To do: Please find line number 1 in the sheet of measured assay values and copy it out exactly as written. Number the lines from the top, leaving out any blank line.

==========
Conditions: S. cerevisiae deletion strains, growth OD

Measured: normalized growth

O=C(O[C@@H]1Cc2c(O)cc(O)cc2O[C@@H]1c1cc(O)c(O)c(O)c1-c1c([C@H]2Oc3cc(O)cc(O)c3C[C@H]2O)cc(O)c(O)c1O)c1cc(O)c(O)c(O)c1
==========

Conditions: S. cerevisiae deletion strains, growth OD